Adults aged 65 and older account for 16 percent of American adults, but 80 percent of deaths from COVID-19 and 40 percent of all COVID-related deaths have occurred in nursing homes.
These statistics are not only a tragedy; they are a travesty. We must do better to protect our elders, especially those who live in community settings like nursing homes. Alas, we have a long way to go.
If you have a loved one who’s living in a nursing home, here are some things to think about, and some things worth fighting for:
- Elders with dementia can’t be given responsibility for safety.
You can’t just remind these elders not to touch their faces, or to remember to wear a mask or wash their hands. The facility needs to supervise, make sure these things get done.
- Push for testing. Push for testing results that are reported promptly.
If it takes a week or two to receive test results, it’s hardly worth doing. Facilities need to get results in a day or two. That’s the only way they can track cases and contacts. That’s the only way they can institute a quarantine if necessary. Remember, 60 percent of people who test positive have no symptoms. Staff must be tested regularly.
- If residents or staff test positive, insist on 14-day quarantines.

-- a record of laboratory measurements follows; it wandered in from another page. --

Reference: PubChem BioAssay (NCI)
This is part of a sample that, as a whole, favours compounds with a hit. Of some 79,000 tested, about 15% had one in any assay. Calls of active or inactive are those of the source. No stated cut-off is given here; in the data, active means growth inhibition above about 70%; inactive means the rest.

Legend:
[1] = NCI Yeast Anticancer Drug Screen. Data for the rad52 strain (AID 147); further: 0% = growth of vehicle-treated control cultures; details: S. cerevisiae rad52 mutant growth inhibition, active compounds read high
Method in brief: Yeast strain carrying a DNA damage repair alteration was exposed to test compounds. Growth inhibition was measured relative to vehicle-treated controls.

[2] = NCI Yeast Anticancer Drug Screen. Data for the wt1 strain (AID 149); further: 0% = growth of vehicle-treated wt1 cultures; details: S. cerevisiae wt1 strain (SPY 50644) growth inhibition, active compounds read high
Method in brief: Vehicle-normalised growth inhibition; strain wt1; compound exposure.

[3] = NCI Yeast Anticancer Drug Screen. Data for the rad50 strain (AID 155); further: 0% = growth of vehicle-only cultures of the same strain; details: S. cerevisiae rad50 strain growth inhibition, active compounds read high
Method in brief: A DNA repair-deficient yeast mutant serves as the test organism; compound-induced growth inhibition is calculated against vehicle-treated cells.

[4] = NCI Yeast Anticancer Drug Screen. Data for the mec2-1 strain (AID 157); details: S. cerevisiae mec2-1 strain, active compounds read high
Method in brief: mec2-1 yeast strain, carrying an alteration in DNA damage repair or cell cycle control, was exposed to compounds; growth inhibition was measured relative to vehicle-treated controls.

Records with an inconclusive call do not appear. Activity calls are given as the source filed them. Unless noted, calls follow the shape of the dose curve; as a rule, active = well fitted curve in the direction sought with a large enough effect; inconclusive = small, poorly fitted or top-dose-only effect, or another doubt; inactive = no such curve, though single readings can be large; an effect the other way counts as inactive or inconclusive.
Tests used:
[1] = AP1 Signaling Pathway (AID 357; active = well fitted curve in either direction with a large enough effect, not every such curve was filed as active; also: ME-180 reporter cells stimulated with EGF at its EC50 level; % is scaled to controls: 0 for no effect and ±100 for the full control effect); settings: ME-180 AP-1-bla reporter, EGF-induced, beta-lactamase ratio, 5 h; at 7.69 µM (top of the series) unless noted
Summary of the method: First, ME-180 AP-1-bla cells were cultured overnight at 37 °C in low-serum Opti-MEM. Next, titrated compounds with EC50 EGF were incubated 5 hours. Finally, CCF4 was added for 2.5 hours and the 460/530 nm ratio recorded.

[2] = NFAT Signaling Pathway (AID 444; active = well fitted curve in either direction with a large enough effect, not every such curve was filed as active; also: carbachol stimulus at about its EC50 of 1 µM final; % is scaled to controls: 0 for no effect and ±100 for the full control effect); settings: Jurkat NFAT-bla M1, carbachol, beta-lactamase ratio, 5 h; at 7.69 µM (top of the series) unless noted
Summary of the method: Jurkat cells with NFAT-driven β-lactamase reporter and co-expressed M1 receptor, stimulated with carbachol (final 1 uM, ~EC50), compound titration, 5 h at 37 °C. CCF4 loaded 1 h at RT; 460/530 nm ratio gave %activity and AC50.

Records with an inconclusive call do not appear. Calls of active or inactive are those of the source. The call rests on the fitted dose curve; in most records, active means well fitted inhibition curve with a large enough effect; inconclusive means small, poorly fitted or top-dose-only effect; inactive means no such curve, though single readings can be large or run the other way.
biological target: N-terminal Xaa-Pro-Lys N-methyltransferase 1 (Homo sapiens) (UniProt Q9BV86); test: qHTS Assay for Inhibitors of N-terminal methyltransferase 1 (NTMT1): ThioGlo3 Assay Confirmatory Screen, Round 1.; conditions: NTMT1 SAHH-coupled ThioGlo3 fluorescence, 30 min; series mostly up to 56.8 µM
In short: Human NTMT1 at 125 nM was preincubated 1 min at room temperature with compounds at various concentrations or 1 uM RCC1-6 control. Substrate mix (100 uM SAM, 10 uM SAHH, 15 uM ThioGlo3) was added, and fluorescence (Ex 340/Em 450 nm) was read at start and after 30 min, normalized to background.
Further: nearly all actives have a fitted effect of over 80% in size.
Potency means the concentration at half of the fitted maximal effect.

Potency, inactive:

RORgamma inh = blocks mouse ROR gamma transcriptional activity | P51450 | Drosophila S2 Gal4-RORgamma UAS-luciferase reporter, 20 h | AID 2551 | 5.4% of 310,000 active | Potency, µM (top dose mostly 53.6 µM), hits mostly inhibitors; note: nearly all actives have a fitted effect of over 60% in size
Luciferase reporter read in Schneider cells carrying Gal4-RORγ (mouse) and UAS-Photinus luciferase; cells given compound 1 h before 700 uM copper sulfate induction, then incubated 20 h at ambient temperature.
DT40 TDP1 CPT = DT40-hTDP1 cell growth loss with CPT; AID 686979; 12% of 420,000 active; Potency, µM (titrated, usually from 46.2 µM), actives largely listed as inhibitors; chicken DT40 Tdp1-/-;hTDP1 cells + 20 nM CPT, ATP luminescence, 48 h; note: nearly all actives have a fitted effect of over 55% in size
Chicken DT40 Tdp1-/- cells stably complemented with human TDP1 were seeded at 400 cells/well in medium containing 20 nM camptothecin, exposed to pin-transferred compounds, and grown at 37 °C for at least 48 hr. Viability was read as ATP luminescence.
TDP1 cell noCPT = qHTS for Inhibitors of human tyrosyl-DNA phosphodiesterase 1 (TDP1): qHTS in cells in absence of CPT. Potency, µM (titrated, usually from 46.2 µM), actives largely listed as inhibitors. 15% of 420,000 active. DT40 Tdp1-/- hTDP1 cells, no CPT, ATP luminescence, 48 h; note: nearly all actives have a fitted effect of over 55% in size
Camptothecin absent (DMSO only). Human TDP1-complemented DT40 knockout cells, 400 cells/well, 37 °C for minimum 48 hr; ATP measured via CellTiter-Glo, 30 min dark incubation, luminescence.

Those with the virus must self-isolate. That is the only thing that will stop the spread. New residents also should quarantine for 14 days.
- Facilities must institute measures to decrease isolation.
Everyone needs human contact. Make sure the facility has programs that allow elders to interact safely: outdoor activities, socially distanced music, one-on-one interaction.
- Ask what the facility is doing to restructure care during this crisis.
For instance, if a staff person helps each resident eat, that is also a chance for socializing.
Elizabeth (Dr Liz) has over twenty years of experience in providing medical care to the elders. She is board-certified in Internal Medicine, Geriatric Medicine and Palliative Care Medicine. Dr Landsverk founded ElderConsult Geriatric Medicine, a house calls practice, to address the challenging medical and behavioral issues often facing older patients and their families.